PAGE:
Bayes theorem is a formula for determining the conditional probability of an event and provide a structured way of revising existing forecasts or hypothesis given new evidence.

Bayes theorem to update your beliefs in an investment context

The concept has been followed by industry heavyweights such as Warren Buffett, Charlie Munger and many others. Now, as value investors, we have the luxury of gathering hard pieces of evidence through repeated observations in a controlled environment. Information that moves share prices or intrinsic values tend to be unique evidence that cannot be controlled or repeated. Bayes theorem, however, can still form a powerful framework under which we can intuitively update our hypothesis for this type of soft evidence.

Bayes theorem, while used in updating qualitative forecasts helps in minimising the risk of overreacting to new qualitative market information.

Another simpler form of the Bayesian concept has been included by Daniel Kahneman in his book “Thinking Fast and Slow”.

 Where Posterior odds is the ratio of probabilities of the competing hypothesis, the prior odds can be expressed by the probability as per prior beliefs, like for dice to come up with the number “1” the probability is 16.67%. The Likelihood ratio is newer updated information specific to the situation upon the examination of the previous events.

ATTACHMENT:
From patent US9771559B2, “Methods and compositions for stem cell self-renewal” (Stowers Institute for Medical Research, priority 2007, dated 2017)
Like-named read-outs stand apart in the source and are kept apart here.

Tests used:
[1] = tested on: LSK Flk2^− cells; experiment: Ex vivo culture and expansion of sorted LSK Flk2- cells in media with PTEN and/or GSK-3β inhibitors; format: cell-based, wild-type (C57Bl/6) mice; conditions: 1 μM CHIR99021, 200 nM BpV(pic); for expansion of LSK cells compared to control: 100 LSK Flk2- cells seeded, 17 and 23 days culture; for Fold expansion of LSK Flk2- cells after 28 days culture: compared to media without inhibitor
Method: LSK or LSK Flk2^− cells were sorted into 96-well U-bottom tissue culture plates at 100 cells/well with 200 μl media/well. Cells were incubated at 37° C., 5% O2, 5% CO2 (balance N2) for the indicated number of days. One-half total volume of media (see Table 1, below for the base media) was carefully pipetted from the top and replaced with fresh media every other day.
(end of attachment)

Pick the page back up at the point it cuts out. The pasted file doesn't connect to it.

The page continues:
For example- if a dice comes up with “1” twice, the likelihood of the “1” coming up for the third time is lower but the likelihood “1” coming up when the number “1” has appeared for 30 times successively, would be very high. The likelihood ratio is, therefore, the factor which changes your opinion about something and quantifies it to predict future instance much accurately.

Bayes theorem evolved into a versatile yet efficient concept. The theorem is credited to have been used by Alan Turing and associates to crack the Enigma code during the Second World War, which was the single most turnaround events of the war changing the entire outcome, just as the Bayes theorem does.

Differentiating Between Noise and Signals

Trust on data and trust your knowledge and understanding of the subject. Do undertake proper research before taking any major investment decisions. The world is full of rumours and noise, especially in the world of instant news coupled with fake news doing rounds. Trust on a few trusted sites who pursue respectable journalism and pledge not to part in the dissemination of misleading, unconfirmed, or wrong information. Access to such false information needs to be restricted, while we cannot fish out every plastic from the ocean of the internet.

Collecting information is a commodity, understanding the bigger picture by taking the history (prior) into consideration and then making a rounded decision is a key to success in the world of decision-making. Bayes theorem could be a handy mental model to have in one’s decision making tool kit.